SANGONeT - Reflecting on 2009: Challenges and Opportunities

ngos sustainability
Wednesday, 9 December, 2009 - 11:52

David Barnard reflects on the past year and writes that the global financial crisis impacted directly and indirectly on SANGONeT and other NGOs’ work. During this period, funders reduced or revised their financial commitments and priorities, NGOs were confronted with the challenges of reviewing their sustainability, diversifying their funding base and assessing the overall relevance of their work

We have almost reached the end of 2009 - a very challenging, but also rewarding year for everyone associated with SANGONeT.

As with most other NGOs, the global financial crisis impacted directly and indirectly on our work. As funders reduced or revised their financial commitments and priorities, NGOs were confronted with the challenges of reviewing their sustainability, diversifying their funding base and assessing the overall relevance of their work. What complicated our response as a sector was that these challenges had to be addressed in an environment characterised by significant poverty and social need; while recognising that we would only be successful if the NGO sector receives the necessary support and its unique role and contribution is recognised by all other development stakeholders.

Fortunately for SANGONeT, given the relevance and scope of our activities, the impact of strategic changes introduced in recent years and the dedication of our staff, we successfully navigated a difficult operating environment and continued to implement a wide range of projects and services in support of the NGO sector in Southern Africa.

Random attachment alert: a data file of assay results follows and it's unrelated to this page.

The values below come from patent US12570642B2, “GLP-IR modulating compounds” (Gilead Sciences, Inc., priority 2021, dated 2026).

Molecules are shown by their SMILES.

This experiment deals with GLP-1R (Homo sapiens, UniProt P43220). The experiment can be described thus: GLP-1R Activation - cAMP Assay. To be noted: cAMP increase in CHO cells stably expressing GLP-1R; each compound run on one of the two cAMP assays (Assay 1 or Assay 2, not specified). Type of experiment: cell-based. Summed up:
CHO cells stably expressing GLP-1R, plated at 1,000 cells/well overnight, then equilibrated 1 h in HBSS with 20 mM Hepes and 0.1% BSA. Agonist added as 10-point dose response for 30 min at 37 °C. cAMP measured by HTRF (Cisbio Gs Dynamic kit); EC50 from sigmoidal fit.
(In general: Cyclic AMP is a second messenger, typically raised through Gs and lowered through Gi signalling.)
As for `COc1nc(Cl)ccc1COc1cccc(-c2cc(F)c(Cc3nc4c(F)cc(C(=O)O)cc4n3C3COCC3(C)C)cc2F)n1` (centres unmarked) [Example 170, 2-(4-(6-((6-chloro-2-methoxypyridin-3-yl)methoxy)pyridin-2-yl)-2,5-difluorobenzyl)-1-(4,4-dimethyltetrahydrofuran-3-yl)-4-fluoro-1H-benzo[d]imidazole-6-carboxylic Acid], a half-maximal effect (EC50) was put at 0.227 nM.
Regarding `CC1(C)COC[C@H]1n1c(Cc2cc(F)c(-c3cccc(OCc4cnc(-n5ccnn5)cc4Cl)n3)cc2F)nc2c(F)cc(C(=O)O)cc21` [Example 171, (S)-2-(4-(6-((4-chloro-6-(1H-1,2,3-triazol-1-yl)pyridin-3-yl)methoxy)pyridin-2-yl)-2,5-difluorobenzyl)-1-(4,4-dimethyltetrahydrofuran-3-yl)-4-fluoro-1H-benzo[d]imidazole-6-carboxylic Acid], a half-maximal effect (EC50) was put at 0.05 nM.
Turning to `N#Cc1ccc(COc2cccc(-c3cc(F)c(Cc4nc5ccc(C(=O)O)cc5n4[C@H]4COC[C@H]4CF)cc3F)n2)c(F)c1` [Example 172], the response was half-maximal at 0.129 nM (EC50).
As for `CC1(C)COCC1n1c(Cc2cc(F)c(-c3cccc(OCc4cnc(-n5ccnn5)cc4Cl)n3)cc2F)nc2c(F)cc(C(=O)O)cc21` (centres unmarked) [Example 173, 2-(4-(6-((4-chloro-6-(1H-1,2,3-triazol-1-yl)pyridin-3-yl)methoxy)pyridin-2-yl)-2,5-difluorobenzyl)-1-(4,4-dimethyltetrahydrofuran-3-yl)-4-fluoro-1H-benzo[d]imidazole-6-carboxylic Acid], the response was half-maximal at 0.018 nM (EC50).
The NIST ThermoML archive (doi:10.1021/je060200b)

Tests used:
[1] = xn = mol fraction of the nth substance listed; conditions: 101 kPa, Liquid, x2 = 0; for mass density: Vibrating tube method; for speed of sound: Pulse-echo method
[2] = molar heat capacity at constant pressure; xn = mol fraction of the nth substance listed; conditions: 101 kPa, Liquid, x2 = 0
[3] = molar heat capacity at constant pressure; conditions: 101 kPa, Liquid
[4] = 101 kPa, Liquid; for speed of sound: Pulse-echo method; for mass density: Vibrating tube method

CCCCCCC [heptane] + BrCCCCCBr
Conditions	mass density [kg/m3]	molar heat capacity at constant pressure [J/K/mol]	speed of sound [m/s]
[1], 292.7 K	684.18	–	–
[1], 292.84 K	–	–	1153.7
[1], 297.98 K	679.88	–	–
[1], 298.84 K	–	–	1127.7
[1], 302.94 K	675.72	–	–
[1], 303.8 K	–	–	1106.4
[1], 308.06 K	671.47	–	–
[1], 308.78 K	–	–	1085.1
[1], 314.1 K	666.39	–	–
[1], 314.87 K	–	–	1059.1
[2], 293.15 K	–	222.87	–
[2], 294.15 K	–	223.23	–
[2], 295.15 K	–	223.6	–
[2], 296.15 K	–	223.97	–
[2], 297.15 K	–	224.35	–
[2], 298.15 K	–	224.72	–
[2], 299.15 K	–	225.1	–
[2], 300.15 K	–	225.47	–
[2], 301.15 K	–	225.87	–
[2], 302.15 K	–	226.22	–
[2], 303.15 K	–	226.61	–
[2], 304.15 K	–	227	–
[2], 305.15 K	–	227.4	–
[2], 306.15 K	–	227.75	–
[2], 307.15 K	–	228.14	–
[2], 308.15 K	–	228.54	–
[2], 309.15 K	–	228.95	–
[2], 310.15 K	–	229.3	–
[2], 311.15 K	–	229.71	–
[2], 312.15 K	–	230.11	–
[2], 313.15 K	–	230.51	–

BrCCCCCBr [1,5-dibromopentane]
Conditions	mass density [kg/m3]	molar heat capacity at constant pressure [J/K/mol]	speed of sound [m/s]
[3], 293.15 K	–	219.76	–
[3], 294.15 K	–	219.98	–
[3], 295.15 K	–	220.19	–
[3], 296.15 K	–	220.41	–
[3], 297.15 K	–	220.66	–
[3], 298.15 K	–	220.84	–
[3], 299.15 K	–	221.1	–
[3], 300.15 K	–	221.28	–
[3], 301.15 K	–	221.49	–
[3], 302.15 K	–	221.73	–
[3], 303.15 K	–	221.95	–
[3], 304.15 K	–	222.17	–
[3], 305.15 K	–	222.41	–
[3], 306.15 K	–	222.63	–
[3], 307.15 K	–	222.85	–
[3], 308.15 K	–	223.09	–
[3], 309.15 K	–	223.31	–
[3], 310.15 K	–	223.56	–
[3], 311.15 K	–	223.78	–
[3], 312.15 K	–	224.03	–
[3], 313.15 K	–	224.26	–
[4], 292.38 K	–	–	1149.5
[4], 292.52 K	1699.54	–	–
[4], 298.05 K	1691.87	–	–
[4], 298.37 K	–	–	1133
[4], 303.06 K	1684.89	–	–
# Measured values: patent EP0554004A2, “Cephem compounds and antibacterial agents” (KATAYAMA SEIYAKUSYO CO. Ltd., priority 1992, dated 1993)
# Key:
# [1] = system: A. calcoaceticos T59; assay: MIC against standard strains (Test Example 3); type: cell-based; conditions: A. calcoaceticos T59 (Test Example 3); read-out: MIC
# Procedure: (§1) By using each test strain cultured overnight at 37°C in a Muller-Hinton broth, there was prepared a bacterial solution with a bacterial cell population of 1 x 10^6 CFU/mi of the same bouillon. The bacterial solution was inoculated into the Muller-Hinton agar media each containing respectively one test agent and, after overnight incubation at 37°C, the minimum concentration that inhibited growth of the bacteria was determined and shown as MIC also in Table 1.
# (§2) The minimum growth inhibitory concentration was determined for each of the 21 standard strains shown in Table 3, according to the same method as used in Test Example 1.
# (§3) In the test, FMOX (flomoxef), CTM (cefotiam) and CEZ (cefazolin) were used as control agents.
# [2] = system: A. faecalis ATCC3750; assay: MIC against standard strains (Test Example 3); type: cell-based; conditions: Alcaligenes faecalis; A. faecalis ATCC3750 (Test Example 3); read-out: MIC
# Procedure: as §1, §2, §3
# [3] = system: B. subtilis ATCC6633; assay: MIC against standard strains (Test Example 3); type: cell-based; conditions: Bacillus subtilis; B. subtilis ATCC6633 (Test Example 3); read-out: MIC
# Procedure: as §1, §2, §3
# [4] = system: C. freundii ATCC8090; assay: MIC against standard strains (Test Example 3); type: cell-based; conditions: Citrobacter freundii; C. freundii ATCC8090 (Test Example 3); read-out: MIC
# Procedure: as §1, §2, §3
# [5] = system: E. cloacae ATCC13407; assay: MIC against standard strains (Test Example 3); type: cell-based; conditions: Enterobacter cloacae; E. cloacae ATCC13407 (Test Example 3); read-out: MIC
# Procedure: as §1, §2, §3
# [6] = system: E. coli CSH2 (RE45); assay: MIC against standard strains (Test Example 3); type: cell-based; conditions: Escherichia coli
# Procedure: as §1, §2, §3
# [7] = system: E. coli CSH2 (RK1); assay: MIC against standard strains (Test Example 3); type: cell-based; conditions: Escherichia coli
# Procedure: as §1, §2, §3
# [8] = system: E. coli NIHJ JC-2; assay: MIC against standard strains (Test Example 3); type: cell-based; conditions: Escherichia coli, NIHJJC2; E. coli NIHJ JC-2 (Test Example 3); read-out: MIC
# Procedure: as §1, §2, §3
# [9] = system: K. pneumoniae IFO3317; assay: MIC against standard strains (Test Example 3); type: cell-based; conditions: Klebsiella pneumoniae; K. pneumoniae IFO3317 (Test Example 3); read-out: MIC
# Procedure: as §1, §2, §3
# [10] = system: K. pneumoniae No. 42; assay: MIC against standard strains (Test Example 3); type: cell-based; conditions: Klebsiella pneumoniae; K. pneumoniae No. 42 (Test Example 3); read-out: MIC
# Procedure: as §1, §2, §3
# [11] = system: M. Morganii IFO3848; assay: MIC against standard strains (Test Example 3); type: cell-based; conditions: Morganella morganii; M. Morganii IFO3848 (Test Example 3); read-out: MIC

The highlight of our year was the successful hosting of our annual “ICTs for Civil Society” Conference in October 2009. Held this year in both Johannesburg and Cape Town, the two events focussed on the relevance of social media for NGOs and were attended by almost 300 delegates. The conference was the culmination of many events and outreach activities which we conducted throughout the year, including the “SANGONeT Roadshow” which covered Durban, Cape Town, Johannesburg and Pretoria, as well as a number of social media training sessions which we conducted for NGOs throughout South Africa, many implemented in conjunction with the African Commons Project.

We also continued hosting quarterly NGO CEO Circle meetings for NGO leaders in Gauteng, and joined a number of key NGOs based in Johannesburg in planning and implementing various advocacy activities aimed at addressing the resource constraints and sustainability challenges facing the NGO sector in South Africa.

Raising awareness about ICT issues amongst NGOs, encouraging them to engage in ICT policy processes and assisting them in strengthening their internal ICT capacity, define the overall mission and vision of SANGONeT. Implementing various advocacy and awareness-raising activities therefore represent an important dimension of SANGONeT’s work.

Access to cheaper and affordable broadband will present NGOs and all other sectors of South African society with significant opportunities to improve the impact and competitiveness of their activities. In early 2009, SANGONeT joined the Association for Progressive Communications (APC), the Shuttleworth Foundation and South Africa Connect, under the umbrella of the South African National Broadband Forum, to actively campaign for a National Broadband Strategy for South Africa, Including cheaper and affordable Internet access for all South Africans.

At the same time, we expanded the SANGONeT Thetha ICT Discussion Forum project to five Southern African countries (Zimbabwe, Mozambique, Tanzania, Zambia and Botswana). Implemented in conjunction with research and events partners in each country, the project focuses on key issues that will inform the regional “ICT for Development (ICT4D)” process in the next 10 years.